To The Bone by Natalia Ossowska (Spain)
Seven Days of Monsoon by Honey Ahmad (Malaysia)
The Annoying Water Tap by Subhasish Das (India)
The God’s Mistake by Benjamin Kent (Ghana)
In Safe Hands by Milica Piletic (Serbia)
Gone by Ketaki Sheth (India)
Beyond Hope by Tilda Bowden (Kenya)
Who is Calling The Shots by Kimberley Moldaver (USA)
Baker’s Dozen by PJ Searle (Australia)
King Jeptha by Uche Chidozie O (Nigeria)
Blackmail by Nadia Benayada (France)
Navy Blue Stiletto by Haroun Risa (Kenya)
The Village Headmistress by Aboyowa Ikomi (Nigeria)
A Game Like Chess by Chinelo Mgbeadhichie (Nigeria)
Stray Dogs of Killybegs by Simon Kavanagh (Norway)
Container 9009 by Annika Silkeberg (Sweden)
Tick Tick Tick by Agata Zalewska (Poland)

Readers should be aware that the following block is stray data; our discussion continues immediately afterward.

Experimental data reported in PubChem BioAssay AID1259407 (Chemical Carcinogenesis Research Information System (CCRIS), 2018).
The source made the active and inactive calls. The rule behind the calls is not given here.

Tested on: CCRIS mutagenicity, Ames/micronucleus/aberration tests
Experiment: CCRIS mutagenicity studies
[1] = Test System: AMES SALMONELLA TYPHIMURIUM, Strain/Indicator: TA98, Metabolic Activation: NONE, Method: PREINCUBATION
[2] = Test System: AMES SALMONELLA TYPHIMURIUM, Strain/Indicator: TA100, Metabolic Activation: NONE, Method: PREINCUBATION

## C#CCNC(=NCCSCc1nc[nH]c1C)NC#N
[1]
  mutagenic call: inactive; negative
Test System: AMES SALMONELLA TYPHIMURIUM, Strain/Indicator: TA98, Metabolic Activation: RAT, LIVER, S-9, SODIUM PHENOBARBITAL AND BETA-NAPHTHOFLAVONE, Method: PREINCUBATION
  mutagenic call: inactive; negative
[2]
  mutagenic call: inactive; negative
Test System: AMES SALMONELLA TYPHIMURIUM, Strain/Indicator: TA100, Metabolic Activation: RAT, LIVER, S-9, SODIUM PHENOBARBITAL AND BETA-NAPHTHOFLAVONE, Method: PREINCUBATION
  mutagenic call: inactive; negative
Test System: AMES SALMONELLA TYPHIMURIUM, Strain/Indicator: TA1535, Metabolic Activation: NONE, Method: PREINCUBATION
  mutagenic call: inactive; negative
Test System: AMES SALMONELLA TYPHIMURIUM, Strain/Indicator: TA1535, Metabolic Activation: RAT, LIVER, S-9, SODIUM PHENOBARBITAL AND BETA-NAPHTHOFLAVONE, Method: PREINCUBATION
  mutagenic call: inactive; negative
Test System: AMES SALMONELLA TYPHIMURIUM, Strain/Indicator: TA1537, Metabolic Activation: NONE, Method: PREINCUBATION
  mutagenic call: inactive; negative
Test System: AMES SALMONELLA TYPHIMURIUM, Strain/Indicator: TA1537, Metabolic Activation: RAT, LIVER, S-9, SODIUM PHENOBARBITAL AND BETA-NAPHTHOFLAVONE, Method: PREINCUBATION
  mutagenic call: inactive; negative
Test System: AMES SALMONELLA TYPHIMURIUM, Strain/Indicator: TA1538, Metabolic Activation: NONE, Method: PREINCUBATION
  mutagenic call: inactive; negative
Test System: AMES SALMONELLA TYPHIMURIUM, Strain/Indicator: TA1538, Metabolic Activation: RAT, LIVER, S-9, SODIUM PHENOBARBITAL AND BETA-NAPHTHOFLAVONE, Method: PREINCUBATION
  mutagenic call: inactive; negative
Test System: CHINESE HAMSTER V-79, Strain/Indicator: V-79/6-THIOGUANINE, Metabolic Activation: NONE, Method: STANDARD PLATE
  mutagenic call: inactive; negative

Noise by Kristiina Jalasto (Estonia)
Can You See Her Now by Vlada Soboleva (Belarus)
With L by James Grippando (USA)
Conversation #1 (Krystal Clear) by Jillian Janairo (USA)
Roadtrip by Gabrielle Davies (Australia)
Red Hot Australian Christmas by Tegan Higginbotham (Australia)
The Incident by Chelinay Gates (Australia)
Flying To Ragina by Nepthaly Serebut (Papua New Guinea)
Without by Dana Winner (Kuwait)
One Vote by Simon Asiimwe (Uganda)
Benna – Tribal Mark by Abigail Abelyine Awuni (Ghana)
Falling Leaves by Juan Sebastian Peralta Ricci (Uruguay)
Carpe DM by Musfira Shaffi (Pakistan)
How Big Is the World by Mohammad Amin Najafi (Afghanistan)
This year's judging panel included award-winning audio drama writer and producer, Patricia Cumper MBE, FRSA, renowned stage and television actor, Nina Sosanya, development producer, script editor and actor Nigel Hastings, Senior Commissioning Editor of BBC World Service Steve Titherington and Director Theatre and Dance at the British Council, Neil Webb.